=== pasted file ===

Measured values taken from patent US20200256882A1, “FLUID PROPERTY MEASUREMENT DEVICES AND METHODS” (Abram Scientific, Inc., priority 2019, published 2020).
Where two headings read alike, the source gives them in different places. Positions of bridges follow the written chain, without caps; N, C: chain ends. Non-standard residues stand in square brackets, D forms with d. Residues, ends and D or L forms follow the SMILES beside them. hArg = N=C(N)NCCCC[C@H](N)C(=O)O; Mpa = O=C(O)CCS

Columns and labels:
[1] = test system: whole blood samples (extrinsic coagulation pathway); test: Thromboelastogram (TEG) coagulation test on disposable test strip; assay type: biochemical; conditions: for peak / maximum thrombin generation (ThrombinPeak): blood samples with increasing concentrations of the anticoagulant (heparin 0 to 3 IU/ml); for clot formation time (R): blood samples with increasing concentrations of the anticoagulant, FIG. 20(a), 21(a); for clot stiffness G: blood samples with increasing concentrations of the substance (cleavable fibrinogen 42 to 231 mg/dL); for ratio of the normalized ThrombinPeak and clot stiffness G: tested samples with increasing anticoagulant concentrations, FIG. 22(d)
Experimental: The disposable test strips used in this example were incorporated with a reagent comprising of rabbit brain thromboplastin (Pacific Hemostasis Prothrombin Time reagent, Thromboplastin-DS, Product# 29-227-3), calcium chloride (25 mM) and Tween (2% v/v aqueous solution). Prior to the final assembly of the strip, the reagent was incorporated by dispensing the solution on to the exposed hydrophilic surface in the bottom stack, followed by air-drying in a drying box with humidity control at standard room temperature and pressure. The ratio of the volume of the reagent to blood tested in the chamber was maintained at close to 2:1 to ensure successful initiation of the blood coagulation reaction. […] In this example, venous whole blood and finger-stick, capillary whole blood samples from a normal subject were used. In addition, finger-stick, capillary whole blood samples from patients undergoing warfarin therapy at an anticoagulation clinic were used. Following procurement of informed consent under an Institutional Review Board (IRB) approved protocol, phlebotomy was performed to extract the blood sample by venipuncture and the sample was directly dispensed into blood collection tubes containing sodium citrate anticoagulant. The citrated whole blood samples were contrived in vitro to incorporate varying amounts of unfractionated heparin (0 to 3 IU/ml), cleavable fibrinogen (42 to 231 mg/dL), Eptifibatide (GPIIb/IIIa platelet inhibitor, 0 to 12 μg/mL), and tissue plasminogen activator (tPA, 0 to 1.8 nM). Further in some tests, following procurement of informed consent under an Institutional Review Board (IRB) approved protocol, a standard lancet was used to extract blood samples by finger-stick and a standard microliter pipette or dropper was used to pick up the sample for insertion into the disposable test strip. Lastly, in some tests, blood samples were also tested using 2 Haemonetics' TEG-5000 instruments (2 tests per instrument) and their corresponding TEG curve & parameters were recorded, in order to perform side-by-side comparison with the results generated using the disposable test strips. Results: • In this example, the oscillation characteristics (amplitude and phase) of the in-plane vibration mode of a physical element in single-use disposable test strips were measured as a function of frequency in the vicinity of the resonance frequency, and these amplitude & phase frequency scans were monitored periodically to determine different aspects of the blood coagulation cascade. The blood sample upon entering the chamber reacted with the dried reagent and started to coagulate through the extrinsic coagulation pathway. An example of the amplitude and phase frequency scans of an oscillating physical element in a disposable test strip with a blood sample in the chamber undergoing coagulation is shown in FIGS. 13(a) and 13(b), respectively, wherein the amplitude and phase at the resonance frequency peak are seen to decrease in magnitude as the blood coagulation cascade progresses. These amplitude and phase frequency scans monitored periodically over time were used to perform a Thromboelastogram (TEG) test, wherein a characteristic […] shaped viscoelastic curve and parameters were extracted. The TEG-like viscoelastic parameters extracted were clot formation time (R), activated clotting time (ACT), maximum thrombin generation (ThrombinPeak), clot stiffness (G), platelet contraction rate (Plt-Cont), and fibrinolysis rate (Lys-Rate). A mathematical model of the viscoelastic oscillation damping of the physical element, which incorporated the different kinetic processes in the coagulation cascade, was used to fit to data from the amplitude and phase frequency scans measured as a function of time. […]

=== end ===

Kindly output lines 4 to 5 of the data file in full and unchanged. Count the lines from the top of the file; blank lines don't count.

[1] = test system: whole blood samples (extrinsic coagulation pathway); test: Thromboelastogram (TEG) coagulation test on disposable test strip; assay type: biochemical; conditions: for peak / maximum thrombin generation (ThrombinPeak): blood samples with increasing concentrations of the anticoagulant (heparin 0 to 3 IU/ml); for clot formation time (R): blood samples with increasing concentrations of the anticoagulant, FIG. 20(a), 21(a); for clot stiffness G: blood samples with increasing concentrations of the substance (cleavable fibrinogen 42 to 231 mg/dL); for ratio of the normalized ThrombinPeak and clot stiffness G: tested samples with increasing anticoagulant concentrations, FIG. 22(d)
Experimental: The disposable test strips used in this example were incorporated with a reagent comprising of rabbit brain thromboplastin (Pacific Hemostasis Prothrombin Time reagent, Thromboplastin-DS, Product# 29-227-3), calcium chloride (25 mM) and Tween (2% v/v aqueous solution). Prior to the final assembly of the strip, the reagent was incorporated by dispensing the solution on to the exposed hydrophilic surface in the bottom stack, followed by air-drying in a drying box with humidity control at standard room temperature and pressure. The ratio of the volume of the reagent to blood tested in the chamber was maintained at close to 2:1 to ensure successful initiation of the blood coagulation reaction. […] In this example, venous whole blood and finger-stick, capillary whole blood samples from a normal subject were used. In addition, finger-stick, capillary whole blood samples from patients undergoing warfarin therapy at an anticoagulation clinic were used. Following procurement of informed consent under an Institutional Review Board (IRB) approved protocol, phlebotomy was performed to extract the blood sample by venipuncture and the sample was directly dispensed into blood collection tubes containing sodium citrate anticoagulant. The citrated whole blood samples were contrived in vitro to incorporate varying amounts of unfractionated heparin (0 to 3 IU/ml), cleavable fibrinogen (42 to 231 mg/dL), Eptifibatide (GPIIb/IIIa platelet inhibitor, 0 to 12 μg/mL), and tissue plasminogen activator (tPA, 0 to 1.8 nM). Further in some tests, following procurement of informed consent under an Institutional Review Board (IRB) approved protocol, a standard lancet was used to extract blood samples by finger-stick and a standard microliter pipette or dropper was used to pick up the sample for insertion into the disposable test strip. Lastly, in some tests, blood samples were also tested using 2 Haemonetics' TEG-5000 instruments (2 tests per instrument) and their corresponding TEG curve & parameters were recorded, in order to perform side-by-side comparison with the results generated using the disposable test strips. Results: • In this example, the oscillation characteristics (amplitude and phase) of the in-plane vibration mode of a physical element in single-use disposable test strips were measured as a function of frequency in the vicinity of the resonance frequency, and these amplitude & phase frequency scans were monitored periodically to determine different aspects of the blood coagulation cascade. The blood sample upon entering the chamber reacted with the dried reagent and started to coagulate through the extrinsic coagulation pathway. An example of the amplitude and phase frequency scans of an oscillating physical element in a disposable test strip with a blood sample in the chamber undergoing coagulation is shown in FIGS. 13(a) and 13(b), respectively, wherein the amplitude and phase at the resonance frequency peak are seen to decrease in magnitude as the blood coagulation cascade progresses. These amplitude and phase frequency scans monitored periodically over time were used to perform a Thromboelastogram (TEG) test, wherein a characteristic […] shaped viscoelastic curve and parameters were extracted. The TEG-like viscoelastic parameters extracted were clot formation time (R), activated clotting time (ACT), maximum thrombin generation (ThrombinPeak), clot stiffness (G), platelet contraction rate (Plt-Cont), and fibrinolysis rate (Lys-Rate). A mathematical model of the viscoelastic oscillation damping of the physical element, which incorporated the different kinetic processes in the coagulation cascade, was used to fit to data from the amplitude and phase frequency scans measured as a function of time. […]